9 Tear-Free Tips for Teaching Writing
by Stacey Wolking
HSLDA Toddlers to Tweens Consultant
Many years ago when I was homeschooling, teaching writing to my oldest child seemed to come fairly easy. Now for my confession: while watching my friends struggle to teach writing to their kids, I am ashamed to admit that I thought I must be a pretty good writing teacher.
Haha . . . not!
After enduring many struggles while attempting to teach his younger brother (and eventually two more kids), I realized that it wasn’t me at all! Turns out, our oldest child had some natural gifting in that area. (So I know I don’t get to take credit for that adult son’s successful writing career whose résumé includes Communications Advisor for Speaker of the House John Boehner, Press Secretary for Senator Marco Rubio, and currently, Communications Director for U.S. Senator Bill Cassidy.)
Unless you or your child are particularly gifted in writing, it can be a real challenge. It’s often one of the most difficult subjects for a parent to teach—and one of the most tear-worthy for a student to learn.
One reason writing may be a struggle is because it requires so many different skills and processes. Not only is a child expected to come up with accurate content (either the correct answer or interesting and creative prose), but he is also expected to remember all the paragraph, spelling, capitalization, and punctuation rules—all while forming each letter correctly and neatly. Whew! That’s a lot to think about all at the same time!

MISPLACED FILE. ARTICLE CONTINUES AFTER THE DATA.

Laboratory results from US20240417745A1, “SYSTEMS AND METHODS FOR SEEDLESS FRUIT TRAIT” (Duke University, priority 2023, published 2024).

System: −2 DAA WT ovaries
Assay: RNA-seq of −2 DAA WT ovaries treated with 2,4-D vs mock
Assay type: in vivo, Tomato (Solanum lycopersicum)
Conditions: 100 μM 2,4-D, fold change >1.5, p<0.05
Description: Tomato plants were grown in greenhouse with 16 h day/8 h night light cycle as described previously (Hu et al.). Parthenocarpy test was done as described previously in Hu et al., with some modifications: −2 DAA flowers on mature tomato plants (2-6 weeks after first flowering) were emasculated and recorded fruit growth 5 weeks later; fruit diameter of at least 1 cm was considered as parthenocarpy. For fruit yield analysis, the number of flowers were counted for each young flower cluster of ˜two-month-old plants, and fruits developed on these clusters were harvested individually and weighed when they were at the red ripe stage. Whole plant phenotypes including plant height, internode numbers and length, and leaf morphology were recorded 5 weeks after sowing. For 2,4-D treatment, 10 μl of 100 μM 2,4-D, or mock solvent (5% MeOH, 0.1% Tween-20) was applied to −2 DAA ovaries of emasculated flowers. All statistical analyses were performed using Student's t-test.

With this in mind, here are my best tips and tricks for teaching writing that I learned through my experiences with talented AND challenged writers —the things that have helped my children go from frustrated tears to actually enjoying the writing process. I hope they’ll be helpful for your children, too!
- Start with some small exercises that will allow your child to taste success. Here are two ideas:
- You do the writing. Offer your child some fun prompts and have him tell you a story while you write it down for him. Then he can proudly read his story to daddy, to a sibling, or even to grandma over Skype. Make this a fun game while you encourage his creative storytelling. You could then introduce very small writing assignments. Make it manageable—maybe just a few words. And when he is successful, be sure to respond with lots of praise!
- Model creativity and the enjoyment of writing. When you think he is ready to try some writing, ease him into it with the silent storytelling game. You write one sentence on a piece of paper, then pass the paper to him so that he can add one sentence, and then he hands it back to you for another—and back and forth it goes. Be sure to keep it light and fun and enjoy lots of laughter over the crazy developing story!
- Step 1: Have your student write down some thoughts and ideas.
- Step 2: Go back and form those phrases into complete sentences.
- Step 3: Arrange those sentences into paragraphs. I learned from Jeanne Mulligan’s Pencil Playground that cutting the paper into strips and manually rearranging the sentences can help a child organize his thoughts.
- Step 4:Once he has a complete paragraph, have your child go back and look at his spelling, punctuation and capitalization, one at a time.
Given the unique challenges posed by teaching your child to write, you may sometimes wonder whether it’s worth so much time and effort (I know I have!). Are excellent writing skills really that important? I’ll leave you with some encouraging thoughts from HSLDA Chairman Mike Farris:
All knowledge uses one of two languages—either the language of words or the language of numbers. With this fact in mind, the lesson I’d like to share with you today is this: strive for mastery in just two areas—language and math. . . .
A good academic education will provide a well-rounded exposure in a broad variety of disciplines that we call the arts and sciences. But your emphasis at this stage should be in mastery of the two languages. I say this because I fear that homeschooling parents have become sidetracked and forgotten some of the basics. . . .
Teach your children to read and write to a level of mastery. Math skills should also reach a level of basic mastery. Emphasize these basics, and all the rest will be added unto you.